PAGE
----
Review Summary: An original and excellent album brought down by a rather lackluster second half.
Used CD stores really are the greatest, not only is the selection usually obscure but they are also darn cheap as well! This is where I stumbled upon Hex
, the debut album from post-rock mongrels Bark Psychosis. It’s funny how bands can change so rapidly, especially at the point where they go from an amateur band to an established act. Believe it or not, Bark Psychosis started out as a Napalm Death cover band and listening to this album, it seems light years from the band’s beginnings. The band were together for six years when they released Hex
and it shows how much more mature they have become. Some people consider this album among one of the first post-rock albums (Bark Psychosis were one of the bands named when Simon Reynolds coined the term) though it doesn’t drag into post-rock clichés, this is very original music.
If I were to use one word to describe Bark Psychosis’s music, it would be ‘lush’. Everything here is very relaxing and dreamy while at times melancholy and distressing. The sound is tremendously varied here, combining electronic sampling with guitars, a string quartet and pianos. The band stretch these sounds into something innovative and make for a very pleasurable listen. “The Loom” starts it off in terrific style with a beautiful piano and string intro until it evolves into a sort of shoegaze offering with some immense jungle rhythms. The album only gets better though as “A Street Scene” blossoms out and immerses you into this ethereal world of sad, crooning vocals and uplifting electronic samples. However the best track has to be “Absent Friend” which is just comforting and has the best vocal track here. Who can deny the spine-tingling pleasure when Sutton quietly sings the line, “And that’s the biggest joke of all”? The guitars are just blissfully sublime and creates another dimension of musical heaven.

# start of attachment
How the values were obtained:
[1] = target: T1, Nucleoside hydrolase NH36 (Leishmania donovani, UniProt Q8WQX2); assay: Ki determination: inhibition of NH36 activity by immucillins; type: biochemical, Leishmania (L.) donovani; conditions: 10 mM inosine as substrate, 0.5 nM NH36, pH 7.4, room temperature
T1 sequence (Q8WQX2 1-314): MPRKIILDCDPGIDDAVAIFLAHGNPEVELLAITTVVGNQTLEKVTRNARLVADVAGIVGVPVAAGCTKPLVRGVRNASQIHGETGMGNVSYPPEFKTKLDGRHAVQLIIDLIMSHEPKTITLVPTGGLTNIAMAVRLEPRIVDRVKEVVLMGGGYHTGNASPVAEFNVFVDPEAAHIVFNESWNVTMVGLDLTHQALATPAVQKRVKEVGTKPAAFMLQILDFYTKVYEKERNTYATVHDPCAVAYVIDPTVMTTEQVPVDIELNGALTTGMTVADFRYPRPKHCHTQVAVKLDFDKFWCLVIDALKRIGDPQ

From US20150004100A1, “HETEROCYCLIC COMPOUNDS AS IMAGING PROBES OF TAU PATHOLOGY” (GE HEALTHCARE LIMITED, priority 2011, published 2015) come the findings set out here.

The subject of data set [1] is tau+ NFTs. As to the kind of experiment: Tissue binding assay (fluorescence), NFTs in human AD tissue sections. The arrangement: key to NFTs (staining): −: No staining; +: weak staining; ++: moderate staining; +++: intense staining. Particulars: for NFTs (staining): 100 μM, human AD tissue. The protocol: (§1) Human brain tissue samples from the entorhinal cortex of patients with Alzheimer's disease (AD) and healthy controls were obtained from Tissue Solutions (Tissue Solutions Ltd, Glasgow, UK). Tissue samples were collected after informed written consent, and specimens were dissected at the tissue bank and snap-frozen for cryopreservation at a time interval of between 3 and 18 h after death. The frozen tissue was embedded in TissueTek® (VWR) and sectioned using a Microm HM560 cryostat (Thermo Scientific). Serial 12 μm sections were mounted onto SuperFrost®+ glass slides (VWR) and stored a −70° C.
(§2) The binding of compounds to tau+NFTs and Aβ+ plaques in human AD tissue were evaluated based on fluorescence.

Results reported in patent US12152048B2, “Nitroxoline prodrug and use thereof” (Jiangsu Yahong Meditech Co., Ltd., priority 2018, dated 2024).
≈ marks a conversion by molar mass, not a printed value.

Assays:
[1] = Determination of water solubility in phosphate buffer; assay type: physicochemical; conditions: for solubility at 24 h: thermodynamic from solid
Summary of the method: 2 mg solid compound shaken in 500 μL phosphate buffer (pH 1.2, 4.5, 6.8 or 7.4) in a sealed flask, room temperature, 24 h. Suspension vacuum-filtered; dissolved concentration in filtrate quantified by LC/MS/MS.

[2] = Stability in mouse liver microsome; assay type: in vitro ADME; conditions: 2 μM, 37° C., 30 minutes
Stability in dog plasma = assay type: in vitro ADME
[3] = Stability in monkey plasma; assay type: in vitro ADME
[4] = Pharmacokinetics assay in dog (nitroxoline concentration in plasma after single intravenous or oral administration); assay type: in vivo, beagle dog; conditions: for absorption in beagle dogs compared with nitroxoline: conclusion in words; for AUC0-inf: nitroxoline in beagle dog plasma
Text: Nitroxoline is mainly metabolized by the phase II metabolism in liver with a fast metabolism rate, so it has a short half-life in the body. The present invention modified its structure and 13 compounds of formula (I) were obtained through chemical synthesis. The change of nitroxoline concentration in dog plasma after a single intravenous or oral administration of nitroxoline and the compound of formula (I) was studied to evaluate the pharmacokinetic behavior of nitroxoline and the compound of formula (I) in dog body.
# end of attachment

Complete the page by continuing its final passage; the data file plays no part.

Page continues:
So far this review has been completely positive however Hex
faults itself by trailing off at the end. The end tracks never manage to recreate the magic that the first few tracks had and that’s where the album falls flat on it’s backside. While the first half of the album tends to make a lot of captivating moments, the second half just sounds the same as the first half and that’s very disappointing considering that the first half is of such high quality. If the band managed to put in some more ideas into the second half then it could have been a lot better. They also have a tendency to drag on mostly due to the lack of ideas presented. These tracks could have worked if they were more concise.
However, coming out of this rant mode, I still stand by my statement that this is a completely original record. While it’s noticeable that some bands have taken ideas from this, they definitely never perfected it like Bark Psychosis did. The guitars sound amazing as they sound crystal clear and icy, the samples add another layer to the music, the vocals are relaxing and the bass always seems to do something interesting. These factors are what make Hex
- an abundance of quality musicians that have a knack for creating atmosphere. Any open-minded people or fans of post-rock would get something out of this definitely however be prepared for the tedious second half. Some people may enjoy it but I’m just not one of them. Overall, a very interesting album and is a worthwhile listen.
A Street Scene